On Friday, November 18, the Pre-conquest Indigenous Cultures & its Aftermath (PICA) Conference held its last day with a theme exploring The Struggle for Indigenous Communities for Self Determination. PICA celebrates the similarities and nuances among Asian, Latinos, and Indigenous groups and is a collaboration between the American Ethnic Studies Department—University of Washington, OCA—Greater Seattle, Duwamish Tribe, Chinook Tribe, Chinese American Citizen Alliance, and more. The day started off with a tour of the Burke Museum, followed by a screening of the Promised Land, and a cultural presentation by the Duwamish and Chinook Tribe.
The Promise Land follows the Duwamish and Chinook tribe as they fight for the restoration of treaty rights that have been long denied. Exploring the relationship between the federal government and indigenous tribes, Promised Land examines how the United States government and society treats tribal sovereignty.
The Chinook tribe resided in the lower Columbia River region, around southwest Washington and northwest Oregon. Most notably, the Chinook welcomed Lewis and Clark to the Pacific Ocean. In 1851, the Chinook tribe signed the Tansy Point Treaty with Anson Dart, the Superintendent for Indian Affairs in the Oregon Territory. The Tansy Point Treaty allowed the Chinook to live in their aboriginal territory, maintain access to resources, and most importantly, remain in close-proximity with their ancestors. However, the U.S. government, never formally ratified the treaty, although the Chinook upheld their obligations.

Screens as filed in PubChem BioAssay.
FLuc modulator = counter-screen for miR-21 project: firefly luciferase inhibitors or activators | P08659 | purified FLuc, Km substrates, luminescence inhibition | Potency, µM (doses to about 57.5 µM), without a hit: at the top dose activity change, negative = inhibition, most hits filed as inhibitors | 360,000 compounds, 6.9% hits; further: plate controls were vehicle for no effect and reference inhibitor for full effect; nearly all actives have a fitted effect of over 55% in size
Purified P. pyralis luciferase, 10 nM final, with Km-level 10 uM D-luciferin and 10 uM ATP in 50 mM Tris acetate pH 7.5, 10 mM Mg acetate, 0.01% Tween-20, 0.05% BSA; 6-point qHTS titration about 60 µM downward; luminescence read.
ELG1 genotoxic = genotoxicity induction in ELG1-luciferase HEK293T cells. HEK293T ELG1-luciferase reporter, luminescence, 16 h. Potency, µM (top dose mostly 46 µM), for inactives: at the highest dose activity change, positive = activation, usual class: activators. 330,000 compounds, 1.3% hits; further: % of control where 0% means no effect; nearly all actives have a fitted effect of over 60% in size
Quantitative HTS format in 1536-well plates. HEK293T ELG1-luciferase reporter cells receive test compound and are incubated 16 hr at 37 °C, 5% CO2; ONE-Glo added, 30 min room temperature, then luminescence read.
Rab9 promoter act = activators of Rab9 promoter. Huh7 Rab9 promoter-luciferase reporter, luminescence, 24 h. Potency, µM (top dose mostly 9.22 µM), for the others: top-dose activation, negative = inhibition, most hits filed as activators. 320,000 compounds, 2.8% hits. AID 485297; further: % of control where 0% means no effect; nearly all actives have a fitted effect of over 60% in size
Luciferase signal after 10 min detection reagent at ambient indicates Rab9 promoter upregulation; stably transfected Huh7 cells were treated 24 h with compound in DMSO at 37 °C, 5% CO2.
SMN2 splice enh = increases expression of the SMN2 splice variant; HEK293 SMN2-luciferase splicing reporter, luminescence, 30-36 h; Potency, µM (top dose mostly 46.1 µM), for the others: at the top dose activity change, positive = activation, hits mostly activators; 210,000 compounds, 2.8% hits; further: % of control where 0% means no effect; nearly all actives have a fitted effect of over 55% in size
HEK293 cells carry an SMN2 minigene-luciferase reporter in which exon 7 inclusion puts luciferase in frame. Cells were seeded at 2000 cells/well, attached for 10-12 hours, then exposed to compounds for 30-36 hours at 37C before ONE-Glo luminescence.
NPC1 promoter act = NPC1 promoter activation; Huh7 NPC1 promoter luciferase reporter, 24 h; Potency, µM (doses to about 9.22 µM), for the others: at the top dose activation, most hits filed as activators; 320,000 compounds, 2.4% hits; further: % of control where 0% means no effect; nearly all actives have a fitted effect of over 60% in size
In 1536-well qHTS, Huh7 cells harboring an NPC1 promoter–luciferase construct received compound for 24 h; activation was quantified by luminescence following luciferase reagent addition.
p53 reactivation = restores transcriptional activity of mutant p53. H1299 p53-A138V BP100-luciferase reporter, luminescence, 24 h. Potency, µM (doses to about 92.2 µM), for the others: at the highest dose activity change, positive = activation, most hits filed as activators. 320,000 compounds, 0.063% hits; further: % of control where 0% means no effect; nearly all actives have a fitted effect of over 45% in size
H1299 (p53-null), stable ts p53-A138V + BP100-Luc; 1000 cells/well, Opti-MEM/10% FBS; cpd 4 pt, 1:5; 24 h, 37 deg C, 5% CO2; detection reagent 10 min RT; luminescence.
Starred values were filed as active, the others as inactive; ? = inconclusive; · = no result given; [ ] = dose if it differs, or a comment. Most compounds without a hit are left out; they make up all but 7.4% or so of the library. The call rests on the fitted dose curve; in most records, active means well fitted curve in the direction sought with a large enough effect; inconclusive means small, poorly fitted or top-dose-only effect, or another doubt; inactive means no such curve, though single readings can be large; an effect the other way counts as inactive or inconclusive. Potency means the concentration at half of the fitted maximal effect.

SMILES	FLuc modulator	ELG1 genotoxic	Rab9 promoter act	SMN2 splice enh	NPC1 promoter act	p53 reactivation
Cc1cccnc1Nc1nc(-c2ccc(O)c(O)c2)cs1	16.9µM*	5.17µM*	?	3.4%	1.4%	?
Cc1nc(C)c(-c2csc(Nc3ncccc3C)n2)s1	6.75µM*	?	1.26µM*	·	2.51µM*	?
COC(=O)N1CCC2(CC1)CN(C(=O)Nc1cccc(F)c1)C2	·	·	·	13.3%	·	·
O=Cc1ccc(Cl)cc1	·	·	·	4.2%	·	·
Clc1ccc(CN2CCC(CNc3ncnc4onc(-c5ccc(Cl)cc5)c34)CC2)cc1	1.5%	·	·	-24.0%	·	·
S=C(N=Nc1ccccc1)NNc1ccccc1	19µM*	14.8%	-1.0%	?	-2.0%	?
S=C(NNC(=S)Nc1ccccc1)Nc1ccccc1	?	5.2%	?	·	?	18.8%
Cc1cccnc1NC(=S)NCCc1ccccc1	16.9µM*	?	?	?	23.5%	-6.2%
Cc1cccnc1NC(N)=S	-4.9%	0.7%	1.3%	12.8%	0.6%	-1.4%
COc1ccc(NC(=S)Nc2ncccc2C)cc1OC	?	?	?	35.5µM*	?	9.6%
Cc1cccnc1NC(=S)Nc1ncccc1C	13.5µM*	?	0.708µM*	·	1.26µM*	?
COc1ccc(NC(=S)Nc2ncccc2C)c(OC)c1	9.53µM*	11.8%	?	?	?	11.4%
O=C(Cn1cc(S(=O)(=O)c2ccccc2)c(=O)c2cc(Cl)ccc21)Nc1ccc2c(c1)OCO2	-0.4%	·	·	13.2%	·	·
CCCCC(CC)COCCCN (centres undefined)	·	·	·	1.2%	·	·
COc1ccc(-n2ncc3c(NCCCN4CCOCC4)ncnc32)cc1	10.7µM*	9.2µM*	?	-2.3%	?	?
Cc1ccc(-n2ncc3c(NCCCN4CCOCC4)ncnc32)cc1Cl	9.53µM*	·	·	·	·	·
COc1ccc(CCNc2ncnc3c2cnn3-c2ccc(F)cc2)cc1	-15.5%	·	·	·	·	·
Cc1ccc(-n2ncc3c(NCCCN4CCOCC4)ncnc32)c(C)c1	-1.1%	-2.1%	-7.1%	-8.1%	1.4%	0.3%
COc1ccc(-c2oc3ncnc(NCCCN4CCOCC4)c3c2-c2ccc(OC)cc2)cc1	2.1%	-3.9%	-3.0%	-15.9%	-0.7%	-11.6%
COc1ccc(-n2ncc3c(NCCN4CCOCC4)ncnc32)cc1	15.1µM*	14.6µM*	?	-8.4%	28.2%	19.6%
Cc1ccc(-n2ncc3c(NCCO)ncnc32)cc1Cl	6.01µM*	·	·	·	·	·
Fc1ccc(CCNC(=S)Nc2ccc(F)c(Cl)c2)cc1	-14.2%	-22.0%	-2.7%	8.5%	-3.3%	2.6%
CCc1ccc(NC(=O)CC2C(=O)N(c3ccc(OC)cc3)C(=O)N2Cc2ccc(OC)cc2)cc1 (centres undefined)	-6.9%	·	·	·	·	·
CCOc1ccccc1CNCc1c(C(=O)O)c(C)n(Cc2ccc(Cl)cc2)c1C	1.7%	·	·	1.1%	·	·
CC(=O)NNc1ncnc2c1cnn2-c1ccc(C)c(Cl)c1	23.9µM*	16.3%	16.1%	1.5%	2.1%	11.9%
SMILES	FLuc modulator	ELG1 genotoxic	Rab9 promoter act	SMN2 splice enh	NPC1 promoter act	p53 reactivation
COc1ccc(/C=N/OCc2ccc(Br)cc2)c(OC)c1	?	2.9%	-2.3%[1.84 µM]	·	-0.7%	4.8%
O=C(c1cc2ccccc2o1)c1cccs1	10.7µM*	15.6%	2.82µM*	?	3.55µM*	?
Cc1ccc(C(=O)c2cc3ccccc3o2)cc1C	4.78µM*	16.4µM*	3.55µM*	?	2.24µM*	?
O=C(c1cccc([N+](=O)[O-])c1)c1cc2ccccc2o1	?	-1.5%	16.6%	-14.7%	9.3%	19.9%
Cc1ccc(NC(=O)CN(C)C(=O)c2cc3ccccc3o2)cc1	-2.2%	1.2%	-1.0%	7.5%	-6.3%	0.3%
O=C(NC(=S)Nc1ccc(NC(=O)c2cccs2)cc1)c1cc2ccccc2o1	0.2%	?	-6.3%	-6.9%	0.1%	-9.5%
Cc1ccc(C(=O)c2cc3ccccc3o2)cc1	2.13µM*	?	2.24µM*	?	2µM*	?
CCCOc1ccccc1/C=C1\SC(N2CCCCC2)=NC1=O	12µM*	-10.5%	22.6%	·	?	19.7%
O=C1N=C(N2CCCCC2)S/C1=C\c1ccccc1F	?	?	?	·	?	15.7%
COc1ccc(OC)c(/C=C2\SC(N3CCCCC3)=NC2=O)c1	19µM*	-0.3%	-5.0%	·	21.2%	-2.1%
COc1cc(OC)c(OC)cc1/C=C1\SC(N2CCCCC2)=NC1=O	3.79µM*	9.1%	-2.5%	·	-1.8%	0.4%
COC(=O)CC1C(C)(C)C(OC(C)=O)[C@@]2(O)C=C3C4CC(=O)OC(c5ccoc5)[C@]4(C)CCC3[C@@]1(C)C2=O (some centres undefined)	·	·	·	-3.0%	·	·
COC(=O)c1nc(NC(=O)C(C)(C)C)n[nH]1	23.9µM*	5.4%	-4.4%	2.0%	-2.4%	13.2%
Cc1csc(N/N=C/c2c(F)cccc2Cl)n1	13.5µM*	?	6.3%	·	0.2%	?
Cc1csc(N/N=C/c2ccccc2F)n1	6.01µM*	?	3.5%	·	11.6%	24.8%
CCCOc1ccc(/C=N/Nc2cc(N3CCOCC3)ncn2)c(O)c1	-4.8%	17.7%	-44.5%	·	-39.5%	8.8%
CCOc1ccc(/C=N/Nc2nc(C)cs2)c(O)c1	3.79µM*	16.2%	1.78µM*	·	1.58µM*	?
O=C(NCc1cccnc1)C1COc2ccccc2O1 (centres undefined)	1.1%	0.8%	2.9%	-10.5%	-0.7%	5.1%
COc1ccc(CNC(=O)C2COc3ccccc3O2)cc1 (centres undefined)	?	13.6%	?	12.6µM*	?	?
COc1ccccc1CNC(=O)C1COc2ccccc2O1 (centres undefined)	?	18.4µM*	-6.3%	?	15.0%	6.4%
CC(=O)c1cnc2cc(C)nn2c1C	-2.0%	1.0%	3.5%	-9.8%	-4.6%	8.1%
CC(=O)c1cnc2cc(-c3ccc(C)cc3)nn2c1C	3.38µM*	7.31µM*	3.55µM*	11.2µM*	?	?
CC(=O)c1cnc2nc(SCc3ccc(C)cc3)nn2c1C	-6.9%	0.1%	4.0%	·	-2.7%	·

The Duwamish tribe are the First People of the City of Seattle, Mercer Island, Renton, Bellevue, Tukwila, and much of King County. In 1855, representatives from the Duwamish, Suquamish, Snoqualmie, Snohomish, Lummi, Skagit, Swinomish, other tribes, and Territorial Governor Isaac Steven signed the Treaty of Point Elliott. The Treaty of Point Elliott guaranteed fishing rights and reservations to the tribes. However, the U.S. government did not fulfill its commitments to the Duwamish under the Point Elliott Treaty, and did not received a reservation.
The lack of federal recognition of Duwamish and Chinook sovereignty is even more striking in Seattle and Pacific Northwest. Seattle is named after a Duwamish chief, Chief Si’ahk. Cities and towns throughout the Pacific Northwest are in Chinuk Wawa and Lushootseed, the region’s indigenous language.
Promised Land interviewed former Representatives Brian Baird (WA-3rd District) and Jim McDermott (WA-7th) who advocated for federal recognition of the Chinook and Duwamish tribe. In 2001, toward the end of the Clinton administration, the United States recognized the Duwamish tribe. However, during the Bush administration, the government withdrew its recognition of the Duwamish tribe, citing procedural errors. However, without Baird or McDermott in Congress, it is uncertain if the Duwamish and Chinook will have an ally in government or how close they will be to receiving federal recognition.
Both the Duwamish and Chinook tribes have governing structures. These tribes signed treaties, helped white settlers, and lost their land. The Duwamish and Chinook are not necessarily asking for money, reparations, or assisted resources. Rather, both tribes ask for the federal government to recognize that they exist and uphold the treaties that both governments signed.
Promised Land was screened at the following film festivals and is recognized in the film community:
- Achievement in Documentary Filmmaking, 10th Annual LA Skins Fest
- Official selection for the 41st Annual American Indian Film Festival
- Northwest Film Forum’s 19th Local Sightings Film Festival
- 12th Annual Ellensburg Film Festival
- 5th Annual Social Justice Film Festival
With recent events in the Standing Rock protest against the North Dakota Access Pipeline, indigenous rights continue to be violated throughout the United States. Indigenous identity and sovereignty is a social justice issue and we should address. Whose land do we inhabit and how do we right these wrongs?